I hit a bit of a reading slump recently and The Flywheel managed to pull me out of it. This book was incredibly charming and funny, grabbed me straight away with Delilah’s voice and had me engaged the whole way through. And of course, it’s always great to see queer (lesbian here) representation & Aussie YA!
Seventeen-year-old Delilah helps her dad run their cafe ‘The Flywheel’ whilst juggling school, keeping her eyes on her crush, Rosa, and trying to keep her friend Charlie out of trouble. But after her mother runs off with another man to Melbourne, her dad takes a well-deserved vacation, and Delilah insists he enjoys himself whilst she continues to run the cafe. Things start to go downhill, however, when the manager is unexpectedly deported, competition escalates, Charlie gets himself into a ridiculous mess (possibly facing prison), and other girls at school are giving her a hard time. How can Delilah deal with all of this whilst keeping The Flywheel afloat?
Delilah’s voice grabbed me right from the start — it had a charming humour to it and felt incredibly real. She was such a lovable character, with her fierceness and vulnerability fully fleshed out. This really made me root for her through all the challenges she faced, and worried for her when things went wrong! There were a number of lines which made me laugh out loud. Her crush on Rosa was sweet and very realistically depicted, and watching the things Delilah did to see more of/learn more about Rosa was both entertaining and heartfelt. I was with her every step of the way, feeling devastated when she faced obstacles, and really wanted the relationship to turn out the way Delilah had hoped.
Her best friend Charlie was also entertaining — he had his share of face-palm-inducing moments, but this was coupled with an enormous amount of hilarity. I really enjoy seeing healthy, supportive friendships like the one between Delilah and Charlie. Having said that, there are definitely conflicts in their relationship as Charlie gets himself into a sticky situation and Delilah lets him stay with her to hide and help out in the cafe — all of which were amusing and felt realistic. Although they didn’t play a huge role, I also liked Delilah’s other friends and the ways they were involved in the storyline.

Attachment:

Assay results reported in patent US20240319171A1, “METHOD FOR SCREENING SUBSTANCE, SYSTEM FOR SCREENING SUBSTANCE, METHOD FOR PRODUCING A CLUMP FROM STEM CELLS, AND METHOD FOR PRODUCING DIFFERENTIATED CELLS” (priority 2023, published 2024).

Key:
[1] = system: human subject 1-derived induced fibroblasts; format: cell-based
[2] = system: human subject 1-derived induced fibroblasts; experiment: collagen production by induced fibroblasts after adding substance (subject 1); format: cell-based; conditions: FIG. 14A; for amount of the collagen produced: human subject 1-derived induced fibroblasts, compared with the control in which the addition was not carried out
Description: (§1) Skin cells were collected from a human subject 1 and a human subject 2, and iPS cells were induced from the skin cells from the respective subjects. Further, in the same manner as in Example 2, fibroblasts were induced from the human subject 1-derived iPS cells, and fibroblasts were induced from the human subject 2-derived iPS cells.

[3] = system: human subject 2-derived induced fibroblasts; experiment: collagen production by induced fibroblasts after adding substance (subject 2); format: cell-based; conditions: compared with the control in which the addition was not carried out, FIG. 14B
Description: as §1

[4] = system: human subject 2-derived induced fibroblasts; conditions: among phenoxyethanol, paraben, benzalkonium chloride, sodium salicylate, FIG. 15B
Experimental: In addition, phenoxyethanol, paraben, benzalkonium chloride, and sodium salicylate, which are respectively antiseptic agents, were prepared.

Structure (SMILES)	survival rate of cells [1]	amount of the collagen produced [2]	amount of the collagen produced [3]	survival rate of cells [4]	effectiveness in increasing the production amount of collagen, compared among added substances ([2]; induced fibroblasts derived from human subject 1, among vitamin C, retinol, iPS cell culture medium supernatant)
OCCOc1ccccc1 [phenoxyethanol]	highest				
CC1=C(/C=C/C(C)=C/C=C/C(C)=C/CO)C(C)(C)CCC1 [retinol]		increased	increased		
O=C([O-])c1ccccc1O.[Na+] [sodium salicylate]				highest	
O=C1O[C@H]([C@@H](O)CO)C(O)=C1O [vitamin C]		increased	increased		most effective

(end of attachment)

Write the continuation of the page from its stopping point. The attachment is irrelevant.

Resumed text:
Gough doesn’t hold back from depicting the overt homophobia and problematic attitudes that Delilah faces. I was so glad to see this addressed, and ached for Delilah throughout. As other reviewers have noted, this is not a coming out story and homophobia is not at the centre of the novel, but it’s included realistically, as an insightful reflection of (the awful) reality. I can definitely see how relating to this could help teens going through similar challenges.
Finally I loved how The Flywheel was never predictable. It had me continuously guessing about what would happen next, especially as the cafe’s, Charlie’s and Delilah’s situations continued to escalate. The storylines were generally wrapped up in a satisfactory manner at the end, and the characters were so real that I could easily continue to imagine more about them.
In summary, great voice and protagonist + humour + enjoyable and entertaining plot = GO READ The Flywheel NOW.
For those who have read it, I would highly recommend listening to the podcast Bookish Friends did on the book — I enjoyed hearing their thoughts.
Recommended for fans of: contemporary YA in general! 🙂